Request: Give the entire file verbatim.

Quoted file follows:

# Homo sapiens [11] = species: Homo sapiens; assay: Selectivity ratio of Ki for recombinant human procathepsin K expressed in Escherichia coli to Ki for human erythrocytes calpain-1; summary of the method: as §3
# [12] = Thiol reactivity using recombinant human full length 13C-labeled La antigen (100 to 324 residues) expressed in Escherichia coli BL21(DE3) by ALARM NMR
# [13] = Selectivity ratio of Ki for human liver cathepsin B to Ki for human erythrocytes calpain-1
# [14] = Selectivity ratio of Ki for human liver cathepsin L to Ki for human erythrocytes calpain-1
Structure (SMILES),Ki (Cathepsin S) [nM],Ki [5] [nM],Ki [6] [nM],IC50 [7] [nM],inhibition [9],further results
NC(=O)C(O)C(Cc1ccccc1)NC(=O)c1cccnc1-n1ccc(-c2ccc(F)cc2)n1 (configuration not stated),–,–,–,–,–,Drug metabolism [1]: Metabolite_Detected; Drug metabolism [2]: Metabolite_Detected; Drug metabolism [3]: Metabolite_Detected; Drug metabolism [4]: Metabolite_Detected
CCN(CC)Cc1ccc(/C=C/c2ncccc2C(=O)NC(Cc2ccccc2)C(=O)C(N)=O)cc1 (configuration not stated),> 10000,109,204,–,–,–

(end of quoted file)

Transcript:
# Homo sapiens [11] = species: Homo sapiens; assay: Selectivity ratio of Ki for recombinant human procathepsin K expressed in Escherichia coli to Ki for human erythrocytes calpain-1; summary of the method: as §3
# [12] = Thiol reactivity using recombinant human full length 13C-labeled La antigen (100 to 324 residues) expressed in Escherichia coli BL21(DE3) by ALARM NMR
# [13] = Selectivity ratio of Ki for human liver cathepsin B to Ki for human erythrocytes calpain-1
# [14] = Selectivity ratio of Ki for human liver cathepsin L to Ki for human erythrocytes calpain-1
Structure (SMILES),Ki (Cathepsin S) [nM],Ki [5] [nM],Ki [6] [nM],IC50 [7] [nM],inhibition [9],further results
NC(=O)C(O)C(Cc1ccccc1)NC(=O)c1cccnc1-n1ccc(-c2ccc(F)cc2)n1 (configuration not stated),–,–,–,–,–,Drug metabolism [1]: Metabolite_Detected; Drug metabolism [2]: Metabolite_Detected; Drug metabolism [3]: Metabolite_Detected; Drug metabolism [4]: Metabolite_Detected
CCN(CC)Cc1ccc(/C=C/c2ncccc2C(=O)NC(Cc2ccccc2)C(=O)C(N)=O)cc1 (configuration not stated),> 10000,109,204,–,–,–